✅Loanable fund theory of interest
The loanable funds market constitutes funds from:
1) Banks and financial institutions
2) Stock market
3) Bond market
4) Securities market
These funds are saved by people/companies and supplied to the markets above.
These funds are then also demanded by people/companies for investment purposes.
The demand for loanable funds (for investment purposes) is dependent on
1) The real interest rate
2) Future expected profits.
Firms will demand loanable funds for investment only when the future expected profits are greater than the real interest rate.
We generally assume future expected profits are fixed, and so as the real interest rate goes down, the demand for loanable funds goes up and vice-versa.
Demand for loanable funds diagram
Relation between interest rates and profit expectations:
Interest rate “r” being the same, if profit expectations go up, demand for lonable funds will also go up, as from DLF to DLF1.
Interest rate “r” being the same, if profit expectations go down, demand for lonable funds will also go down, as from DLF to DLF2.
There are two possible exceptions to the general condition that lower interest rates increase the demand for loanable funds and vice versa.
If profit expectations are very low, then even a low rate of interest may not be incentive enough to raise the demand for loanable funds and
If profit expectations are high, then even a high rate of interest may not be disincentive enough to lower the demand for loanable funds, meaning the demand for loanable funds will still be high in-spite of high interest rates.
Supply of loanable funds:
Loanable funds are supplied out of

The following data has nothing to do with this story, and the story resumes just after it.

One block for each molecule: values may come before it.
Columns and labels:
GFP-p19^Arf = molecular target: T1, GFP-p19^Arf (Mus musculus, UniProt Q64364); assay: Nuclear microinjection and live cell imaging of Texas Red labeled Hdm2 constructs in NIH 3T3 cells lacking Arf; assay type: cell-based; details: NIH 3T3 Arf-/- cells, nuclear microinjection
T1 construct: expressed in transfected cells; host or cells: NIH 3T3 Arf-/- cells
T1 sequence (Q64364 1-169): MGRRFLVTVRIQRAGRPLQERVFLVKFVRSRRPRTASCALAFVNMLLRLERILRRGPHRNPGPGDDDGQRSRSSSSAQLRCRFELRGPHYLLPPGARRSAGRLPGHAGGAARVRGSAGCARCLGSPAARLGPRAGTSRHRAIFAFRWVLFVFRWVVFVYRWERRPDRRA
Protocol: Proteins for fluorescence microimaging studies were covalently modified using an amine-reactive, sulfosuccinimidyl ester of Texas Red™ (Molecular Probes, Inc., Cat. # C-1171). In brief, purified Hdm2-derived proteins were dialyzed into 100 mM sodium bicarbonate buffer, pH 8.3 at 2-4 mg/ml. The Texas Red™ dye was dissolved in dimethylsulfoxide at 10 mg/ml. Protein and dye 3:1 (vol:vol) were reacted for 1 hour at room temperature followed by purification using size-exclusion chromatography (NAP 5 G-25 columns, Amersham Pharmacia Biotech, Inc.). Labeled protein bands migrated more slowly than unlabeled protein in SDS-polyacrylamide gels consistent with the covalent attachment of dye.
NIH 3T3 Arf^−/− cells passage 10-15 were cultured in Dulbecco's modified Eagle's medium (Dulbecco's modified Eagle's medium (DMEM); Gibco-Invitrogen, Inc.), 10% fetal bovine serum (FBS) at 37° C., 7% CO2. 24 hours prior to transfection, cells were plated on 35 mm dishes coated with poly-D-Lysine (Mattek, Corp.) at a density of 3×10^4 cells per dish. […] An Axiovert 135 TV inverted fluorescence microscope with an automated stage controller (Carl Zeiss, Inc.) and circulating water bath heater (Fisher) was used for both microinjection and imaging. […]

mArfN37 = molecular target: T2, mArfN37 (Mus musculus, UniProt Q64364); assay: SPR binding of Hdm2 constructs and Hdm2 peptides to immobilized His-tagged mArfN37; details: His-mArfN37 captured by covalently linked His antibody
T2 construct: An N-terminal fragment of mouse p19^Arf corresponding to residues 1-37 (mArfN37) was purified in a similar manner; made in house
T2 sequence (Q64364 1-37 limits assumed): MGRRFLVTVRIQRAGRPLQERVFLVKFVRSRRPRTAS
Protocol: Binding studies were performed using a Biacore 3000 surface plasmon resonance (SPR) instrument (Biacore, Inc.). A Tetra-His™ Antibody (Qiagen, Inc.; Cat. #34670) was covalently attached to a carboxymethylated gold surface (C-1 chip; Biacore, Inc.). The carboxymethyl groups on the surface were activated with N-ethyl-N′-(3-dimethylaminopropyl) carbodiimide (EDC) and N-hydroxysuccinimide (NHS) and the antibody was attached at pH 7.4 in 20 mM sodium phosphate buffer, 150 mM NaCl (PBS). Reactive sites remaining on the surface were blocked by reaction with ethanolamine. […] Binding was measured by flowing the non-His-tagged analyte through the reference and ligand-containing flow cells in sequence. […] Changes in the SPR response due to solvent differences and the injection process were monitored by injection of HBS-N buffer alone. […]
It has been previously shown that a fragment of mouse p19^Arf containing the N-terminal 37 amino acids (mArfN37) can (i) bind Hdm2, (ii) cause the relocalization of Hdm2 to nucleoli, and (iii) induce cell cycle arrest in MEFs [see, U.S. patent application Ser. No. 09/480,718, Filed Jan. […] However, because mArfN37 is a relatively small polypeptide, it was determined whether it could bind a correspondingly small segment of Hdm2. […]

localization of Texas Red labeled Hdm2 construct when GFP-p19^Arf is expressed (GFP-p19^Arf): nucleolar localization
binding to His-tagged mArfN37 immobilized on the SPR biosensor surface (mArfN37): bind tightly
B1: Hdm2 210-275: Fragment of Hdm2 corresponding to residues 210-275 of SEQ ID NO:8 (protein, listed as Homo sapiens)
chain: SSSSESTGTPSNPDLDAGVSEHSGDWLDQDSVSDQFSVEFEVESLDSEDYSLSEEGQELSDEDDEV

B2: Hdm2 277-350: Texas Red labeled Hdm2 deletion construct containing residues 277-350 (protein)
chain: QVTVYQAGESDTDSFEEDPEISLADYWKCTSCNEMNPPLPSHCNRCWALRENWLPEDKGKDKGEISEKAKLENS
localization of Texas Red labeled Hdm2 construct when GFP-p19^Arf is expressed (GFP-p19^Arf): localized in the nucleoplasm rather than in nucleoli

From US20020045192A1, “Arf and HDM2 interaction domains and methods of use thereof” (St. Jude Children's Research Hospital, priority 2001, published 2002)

Government budget surplus
Of the three people’s savings are the main source of the supply of loanable funds.
The supply of loanable funds has a positive (direct) relationship with the real interest rate.
As “r” goes up, the opportunity cost of not saving goes up, and so people save more, raising the supply of loanable funds.
Moreover as “r” goes up from say 4% to 8% per annum, people will forgo/sacrifice present consumption and thus increase savings, which is the same as increasing the supply of loanable funds from 2 to 6 trillion dollars (see diagram).
Other factors affecting the supply of loanable funds are:
Disposable income: As disposable income goes up, consumption goes up, but generally not by the whole amount of the increase in income.
So savings also go up, and so does the supply of loanable funds.
As wealth increases, so does the supply of loanable funds.
The real rate of interest being the same, as disposable income goes up, the SLF shifts outwards to SLF2 and vice-versa.
The real rate of interest being the same, as wealth goes up, the SLF shifts outwards to SLF2 and vice-versa.
Here the real interest rate is determined in the open market at the intersection of the demand for loanable funds (DLF) and the supply of loanable funds (SLF), which is at point A.
At that point the equilibrium real interest rate is r*, and the demand for and supply of loanable funds is Q*.
Then as the demand for loanable funds or the supply of loanable funds change, r* changes.
This is identical to change in the price of any good (say coffee) in the marketplace.
The reason is that the real interest rate is the price paid for taking a loan, or the price received for sacrificing present consumption and supplying the loan.
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